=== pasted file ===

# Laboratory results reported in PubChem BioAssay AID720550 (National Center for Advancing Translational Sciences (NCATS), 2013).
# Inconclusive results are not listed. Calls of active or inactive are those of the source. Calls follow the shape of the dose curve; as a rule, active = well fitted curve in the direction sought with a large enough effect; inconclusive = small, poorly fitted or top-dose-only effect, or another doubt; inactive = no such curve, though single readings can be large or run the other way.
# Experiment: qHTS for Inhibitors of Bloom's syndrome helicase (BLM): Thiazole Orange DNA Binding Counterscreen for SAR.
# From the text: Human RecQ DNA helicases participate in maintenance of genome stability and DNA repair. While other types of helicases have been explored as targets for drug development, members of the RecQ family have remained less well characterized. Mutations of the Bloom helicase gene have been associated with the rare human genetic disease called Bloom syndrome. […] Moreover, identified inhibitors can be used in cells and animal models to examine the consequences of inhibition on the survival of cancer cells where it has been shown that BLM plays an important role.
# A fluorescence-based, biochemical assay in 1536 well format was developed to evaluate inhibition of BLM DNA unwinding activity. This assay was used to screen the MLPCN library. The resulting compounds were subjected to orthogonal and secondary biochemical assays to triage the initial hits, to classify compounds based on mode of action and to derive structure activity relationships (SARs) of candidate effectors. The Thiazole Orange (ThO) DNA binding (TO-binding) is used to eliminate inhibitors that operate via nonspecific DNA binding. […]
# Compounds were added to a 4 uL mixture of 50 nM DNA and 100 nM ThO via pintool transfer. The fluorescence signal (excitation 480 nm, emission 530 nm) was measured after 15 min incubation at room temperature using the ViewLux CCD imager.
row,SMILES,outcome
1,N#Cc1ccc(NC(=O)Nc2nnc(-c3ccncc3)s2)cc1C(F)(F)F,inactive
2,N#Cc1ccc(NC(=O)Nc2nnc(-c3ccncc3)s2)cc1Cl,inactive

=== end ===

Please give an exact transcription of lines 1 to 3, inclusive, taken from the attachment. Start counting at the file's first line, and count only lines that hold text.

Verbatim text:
# Laboratory results reported in PubChem BioAssay AID720550 (National Center for Advancing Translational Sciences (NCATS), 2013).
# Inconclusive results are not listed. Calls of active or inactive are those of the source. Calls follow the shape of the dose curve; as a rule, active = well fitted curve in the direction sought with a large enough effect; inconclusive = small, poorly fitted or top-dose-only effect, or another doubt; inactive = no such curve, though single readings can be large or run the other way.
# Experiment: qHTS for Inhibitors of Bloom's syndrome helicase (BLM): Thiazole Orange DNA Binding Counterscreen for SAR.